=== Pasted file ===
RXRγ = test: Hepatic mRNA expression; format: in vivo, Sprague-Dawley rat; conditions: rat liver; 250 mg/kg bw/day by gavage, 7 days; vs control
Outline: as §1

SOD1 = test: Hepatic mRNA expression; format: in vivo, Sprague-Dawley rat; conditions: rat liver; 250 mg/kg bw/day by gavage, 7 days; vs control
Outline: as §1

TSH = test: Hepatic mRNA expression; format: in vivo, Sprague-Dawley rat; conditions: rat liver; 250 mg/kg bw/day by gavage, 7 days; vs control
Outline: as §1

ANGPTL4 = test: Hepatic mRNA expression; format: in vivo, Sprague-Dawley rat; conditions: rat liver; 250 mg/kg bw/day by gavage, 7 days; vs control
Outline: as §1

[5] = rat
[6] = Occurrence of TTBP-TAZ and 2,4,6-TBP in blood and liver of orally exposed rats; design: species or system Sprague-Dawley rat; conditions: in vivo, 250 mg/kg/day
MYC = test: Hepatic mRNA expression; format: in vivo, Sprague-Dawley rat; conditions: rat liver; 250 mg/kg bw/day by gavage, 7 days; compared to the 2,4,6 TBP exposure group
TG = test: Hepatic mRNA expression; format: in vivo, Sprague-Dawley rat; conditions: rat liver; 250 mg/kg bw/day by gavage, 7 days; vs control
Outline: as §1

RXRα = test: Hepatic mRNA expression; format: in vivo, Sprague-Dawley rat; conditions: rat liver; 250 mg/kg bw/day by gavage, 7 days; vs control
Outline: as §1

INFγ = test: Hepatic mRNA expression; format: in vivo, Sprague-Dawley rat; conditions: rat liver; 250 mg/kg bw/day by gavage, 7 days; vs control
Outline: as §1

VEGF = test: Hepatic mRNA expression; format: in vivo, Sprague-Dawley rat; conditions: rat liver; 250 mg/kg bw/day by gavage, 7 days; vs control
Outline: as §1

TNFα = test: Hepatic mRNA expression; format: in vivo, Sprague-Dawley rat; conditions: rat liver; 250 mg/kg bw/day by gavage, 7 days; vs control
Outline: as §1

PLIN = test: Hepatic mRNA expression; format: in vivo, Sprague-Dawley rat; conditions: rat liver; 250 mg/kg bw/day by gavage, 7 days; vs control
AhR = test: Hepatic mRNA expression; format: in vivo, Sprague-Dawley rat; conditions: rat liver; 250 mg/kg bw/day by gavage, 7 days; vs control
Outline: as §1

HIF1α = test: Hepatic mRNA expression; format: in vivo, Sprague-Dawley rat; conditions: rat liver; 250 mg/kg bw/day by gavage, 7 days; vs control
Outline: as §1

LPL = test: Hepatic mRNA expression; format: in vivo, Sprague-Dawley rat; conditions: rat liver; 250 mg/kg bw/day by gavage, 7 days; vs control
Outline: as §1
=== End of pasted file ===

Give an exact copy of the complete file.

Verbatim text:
RXRγ = test: Hepatic mRNA expression; format: in vivo, Sprague-Dawley rat; conditions: rat liver; 250 mg/kg bw/day by gavage, 7 days; vs control
Outline: as §1

SOD1 = test: Hepatic mRNA expression; format: in vivo, Sprague-Dawley rat; conditions: rat liver; 250 mg/kg bw/day by gavage, 7 days; vs control
Outline: as §1

TSH = test: Hepatic mRNA expression; format: in vivo, Sprague-Dawley rat; conditions: rat liver; 250 mg/kg bw/day by gavage, 7 days; vs control
Outline: as §1

ANGPTL4 = test: Hepatic mRNA expression; format: in vivo, Sprague-Dawley rat; conditions: rat liver; 250 mg/kg bw/day by gavage, 7 days; vs control
Outline: as §1

[5] = rat
[6] = Occurrence of TTBP-TAZ and 2,4,6-TBP in blood and liver of orally exposed rats; design: species or system Sprague-Dawley rat; conditions: in vivo, 250 mg/kg/day
MYC = test: Hepatic mRNA expression; format: in vivo, Sprague-Dawley rat; conditions: rat liver; 250 mg/kg bw/day by gavage, 7 days; compared to the 2,4,6 TBP exposure group
TG = test: Hepatic mRNA expression; format: in vivo, Sprague-Dawley rat; conditions: rat liver; 250 mg/kg bw/day by gavage, 7 days; vs control
Outline: as §1

RXRα = test: Hepatic mRNA expression; format: in vivo, Sprague-Dawley rat; conditions: rat liver; 250 mg/kg bw/day by gavage, 7 days; vs control
Outline: as §1

INFγ = test: Hepatic mRNA expression; format: in vivo, Sprague-Dawley rat; conditions: rat liver; 250 mg/kg bw/day by gavage, 7 days; vs control
Outline: as §1

VEGF = test: Hepatic mRNA expression; format: in vivo, Sprague-Dawley rat; conditions: rat liver; 250 mg/kg bw/day by gavage, 7 days; vs control
Outline: as §1

TNFα = test: Hepatic mRNA expression; format: in vivo, Sprague-Dawley rat; conditions: rat liver; 250 mg/kg bw/day by gavage, 7 days; vs control
Outline: as §1

PLIN = test: Hepatic mRNA expression; format: in vivo, Sprague-Dawley rat; conditions: rat liver; 250 mg/kg bw/day by gavage, 7 days; vs control
AhR = test: Hepatic mRNA expression; format: in vivo, Sprague-Dawley rat; conditions: rat liver; 250 mg/kg bw/day by gavage, 7 days; vs control
Outline: as §1

HIF1α = test: Hepatic mRNA expression; format: in vivo, Sprague-Dawley rat; conditions: rat liver; 250 mg/kg bw/day by gavage, 7 days; vs control
Outline: as §1

LPL = test: Hepatic mRNA expression; format: in vivo, Sprague-Dawley rat; conditions: rat liver; 250 mg/kg bw/day by gavage, 7 days; vs control
Outline: as §1